From forest fires to record-setting heat waves to extreme flooding, the Pacific Northwest has been hit hard by climate change over the last couple of years. If the world fails to take drastic action, entire regions of the globe could become nearly unlivable by the end of the century. And yet, as of the end of Dec 2020, Seattle’s pension board was complicit in all that climate destruction with its $61.6 million in fossil fuel stocks.
Over the past decade, climate justice activists have been looking to divestment as a way to halt ongoing fossil fuel extraction. A number of cities and state governments across the country have decided to divest their pension funds from fossil fuel companies, including New York State, San Francisco, and Los Angeles.
Seattle has a green reputation, with the city council taking actions such as voting to divest from Wells Fargo in 2017 and endorsing the Green New Deal in 2019. Former Mayor Jenny Durkan even attended the COP26 climate summit last year. A notable exception to this climate boosterism is the city’s worker pension fund.
The Seattle City Employees’ Retirement System (SCERS) manages $3.9 billion in investments, holding them in trust for nearly 20,000 current and former city employees and their family members.
Politicians and organizations who care about climate change justice have been calling on SCERS to start divesting its fossil fuel equity since 2013. Among Seattle politicians, divestment is pretty popular; supporters include current and former Seattle City Councilmembers Lisa Herbold, Mike O'Brien, and Teresa Mosqueda, as well as former mayors Mike McGinn, Ed Murray and Jenny Durkan. Despite the wishes of these elected officials, they have relatively little influence on the governance of the pension fund, which is handled by the SCERS Board of Administration, whose members are mainly selected by current and retired city employees and city departments.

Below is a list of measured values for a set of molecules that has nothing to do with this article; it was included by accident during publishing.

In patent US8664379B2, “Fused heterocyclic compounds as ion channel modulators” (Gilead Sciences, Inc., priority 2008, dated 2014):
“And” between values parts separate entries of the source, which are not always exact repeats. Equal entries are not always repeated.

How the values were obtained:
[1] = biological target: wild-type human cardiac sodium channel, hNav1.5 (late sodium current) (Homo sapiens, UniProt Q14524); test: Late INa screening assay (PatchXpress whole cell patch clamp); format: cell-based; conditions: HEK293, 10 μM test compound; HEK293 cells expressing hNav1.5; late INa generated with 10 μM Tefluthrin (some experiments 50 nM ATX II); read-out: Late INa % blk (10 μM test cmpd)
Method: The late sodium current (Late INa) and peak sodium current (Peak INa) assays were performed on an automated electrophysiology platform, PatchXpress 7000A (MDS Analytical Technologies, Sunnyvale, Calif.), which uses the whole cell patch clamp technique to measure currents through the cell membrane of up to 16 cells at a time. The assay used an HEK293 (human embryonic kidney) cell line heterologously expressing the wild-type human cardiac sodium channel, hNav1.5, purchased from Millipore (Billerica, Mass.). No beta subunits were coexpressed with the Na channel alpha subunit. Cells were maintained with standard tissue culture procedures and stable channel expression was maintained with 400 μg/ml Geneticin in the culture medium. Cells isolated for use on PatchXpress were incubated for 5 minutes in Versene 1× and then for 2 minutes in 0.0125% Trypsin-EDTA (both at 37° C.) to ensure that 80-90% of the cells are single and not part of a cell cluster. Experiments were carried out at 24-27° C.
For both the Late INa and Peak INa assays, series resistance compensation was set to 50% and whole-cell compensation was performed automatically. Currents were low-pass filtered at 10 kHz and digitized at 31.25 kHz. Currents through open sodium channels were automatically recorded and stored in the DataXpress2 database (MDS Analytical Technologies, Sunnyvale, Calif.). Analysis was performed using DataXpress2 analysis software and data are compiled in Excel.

In 2017, organizers with 350 Seattle, a climate advocacy organization, launched a campaign to try to get the SCERS board to divest. According to Alec Connon, a climate organizer who helped spearhead the campaign at the time, close to 800 city employees and retirees signed a petition calling on the pension fund to divest. Nevertheless, Connon said SCERS leadership failed to act on the issue.
In response to community pressure, SCERS has adopted an Environmental, Social and Governance Policy based on using its leverage as a stockholder to advance climate change mitigation and other social priorities. However, the pension fund has ruled out any form of targeted divestment, arguing that such an action would violate fiduciary responsibilities by incurring management and transaction costs, as well as decreasing portfolio diversity and thus increasing risk.
In an email to The Stranger, SCERS Executive Director Jeff Davis said that the pension fund has conducted six reviews between 2013 and 2017 which found that divestment would be “financially imprudent.” Instead of divestment, SCERS has turned to a positive action strategy, including “shareholder advocacy, sustainability investments, and integrating climate risk into our investment process,” said Davis.
However, this view on divestment is not shared by many experts outside of SCERS. In an email, UW School of Business Visiting Professor Charlie Donovan said that fossil fuels have underperformed clean energy for over a decade, and that “the assumption that divesting from fossil fuels will necessarily reduce investment return is incorrect.” A 2017 analysis contracted by 350 Seattle claimed that SCERS has lost $53 million in potential gains by maintaining investments in underperforming fossil fuel company equity.